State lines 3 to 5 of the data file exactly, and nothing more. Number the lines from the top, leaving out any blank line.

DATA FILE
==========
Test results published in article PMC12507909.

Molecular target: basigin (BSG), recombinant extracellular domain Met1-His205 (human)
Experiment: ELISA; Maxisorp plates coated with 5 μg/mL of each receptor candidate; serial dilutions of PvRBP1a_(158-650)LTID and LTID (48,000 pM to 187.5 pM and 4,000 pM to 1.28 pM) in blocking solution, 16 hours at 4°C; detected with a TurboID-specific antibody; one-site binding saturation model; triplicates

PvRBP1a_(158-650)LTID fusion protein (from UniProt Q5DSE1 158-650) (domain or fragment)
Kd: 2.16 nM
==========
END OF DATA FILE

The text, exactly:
Experiment: ELISA; Maxisorp plates coated with 5 μg/mL of each receptor candidate; serial dilutions of PvRBP1a_(158-650)LTID and LTID (48,000 pM to 187.5 pM and 4,000 pM to 1.28 pM) in blocking solution, 16 hours at 4°C; detected with a TurboID-specific antibody; one-site binding saturation model; triplicates

PvRBP1a_(158-650)LTID fusion protein (from UniProt Q5DSE1 158-650) (domain or fragment)
Kd: 2.16 nM